Heather Miyano Kopelson
Performing Religion and Race in the Puritan Atlantic
NYU Press 2014
New Books in AnthropologyNew Books in Caribbean StudiesNew Books in HistoryNew Books in Native American StudiesNew Books in Peoples & PlacesNew Books in Politics & SocietyNew Books in ReligionNew Books Network April 3, 2016 Dan Livesay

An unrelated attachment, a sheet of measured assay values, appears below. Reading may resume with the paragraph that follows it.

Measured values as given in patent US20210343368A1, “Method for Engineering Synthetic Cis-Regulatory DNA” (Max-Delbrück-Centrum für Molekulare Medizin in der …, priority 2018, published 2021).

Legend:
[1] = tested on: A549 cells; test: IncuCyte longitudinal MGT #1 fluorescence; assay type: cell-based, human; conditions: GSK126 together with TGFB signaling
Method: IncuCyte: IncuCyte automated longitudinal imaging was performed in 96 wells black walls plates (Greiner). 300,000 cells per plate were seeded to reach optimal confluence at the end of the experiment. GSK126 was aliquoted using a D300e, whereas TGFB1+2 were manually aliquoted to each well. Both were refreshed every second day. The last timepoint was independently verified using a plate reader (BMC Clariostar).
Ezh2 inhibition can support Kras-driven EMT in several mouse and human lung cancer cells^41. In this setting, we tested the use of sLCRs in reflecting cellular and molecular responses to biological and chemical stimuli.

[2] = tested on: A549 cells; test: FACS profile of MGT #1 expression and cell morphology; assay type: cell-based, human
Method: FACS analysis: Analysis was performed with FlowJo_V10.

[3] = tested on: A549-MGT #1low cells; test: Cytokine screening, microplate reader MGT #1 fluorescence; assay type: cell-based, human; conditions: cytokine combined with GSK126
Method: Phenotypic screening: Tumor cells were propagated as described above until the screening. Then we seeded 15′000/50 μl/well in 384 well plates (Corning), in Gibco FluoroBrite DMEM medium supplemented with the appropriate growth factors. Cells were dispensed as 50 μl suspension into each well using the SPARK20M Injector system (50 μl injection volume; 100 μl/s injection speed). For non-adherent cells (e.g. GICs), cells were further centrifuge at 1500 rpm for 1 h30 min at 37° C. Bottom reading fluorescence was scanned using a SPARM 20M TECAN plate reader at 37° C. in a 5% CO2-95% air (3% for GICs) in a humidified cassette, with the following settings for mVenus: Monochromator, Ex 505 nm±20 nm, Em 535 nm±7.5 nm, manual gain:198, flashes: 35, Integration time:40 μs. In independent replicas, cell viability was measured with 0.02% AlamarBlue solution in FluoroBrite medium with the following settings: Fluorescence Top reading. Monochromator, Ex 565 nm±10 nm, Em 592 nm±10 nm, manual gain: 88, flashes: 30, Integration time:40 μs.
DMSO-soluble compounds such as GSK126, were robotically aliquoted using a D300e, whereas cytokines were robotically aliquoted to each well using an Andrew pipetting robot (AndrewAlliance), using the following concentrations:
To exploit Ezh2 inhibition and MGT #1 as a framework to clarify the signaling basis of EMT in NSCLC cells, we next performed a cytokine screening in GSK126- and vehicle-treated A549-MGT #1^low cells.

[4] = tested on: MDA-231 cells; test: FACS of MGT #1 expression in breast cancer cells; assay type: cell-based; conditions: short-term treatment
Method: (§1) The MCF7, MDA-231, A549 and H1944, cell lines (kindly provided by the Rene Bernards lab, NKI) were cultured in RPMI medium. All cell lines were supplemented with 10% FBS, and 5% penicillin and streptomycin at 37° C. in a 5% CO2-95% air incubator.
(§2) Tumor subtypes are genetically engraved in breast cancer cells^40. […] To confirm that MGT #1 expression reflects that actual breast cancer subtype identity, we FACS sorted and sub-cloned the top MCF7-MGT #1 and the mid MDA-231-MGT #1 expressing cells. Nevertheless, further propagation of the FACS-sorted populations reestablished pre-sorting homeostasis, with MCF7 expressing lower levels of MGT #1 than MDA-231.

Heather Miyano Kopelson explores how religion, primarily expressed through bodily action, contributed to colonial notions of difference in her recent book Faithful Bodies: Performing Religion and Race in the Puritan Atlantic (NYU Press, 2014). She examines the religious rituals of TaÃno, Algonquian, and West African peoples in the New World, and how they intersected with Puritan theology and expression. By comparing these interactions in both New England and Bermuda, she demonstrates how divergent attitudes toward race could be, even among like-minded colonists. Her book demonstrates the centrality of religious attitudes in Puritans’ changing conceptions of colonized bodies, and therefore how racial ideologies developed in two radically different imperial outposts.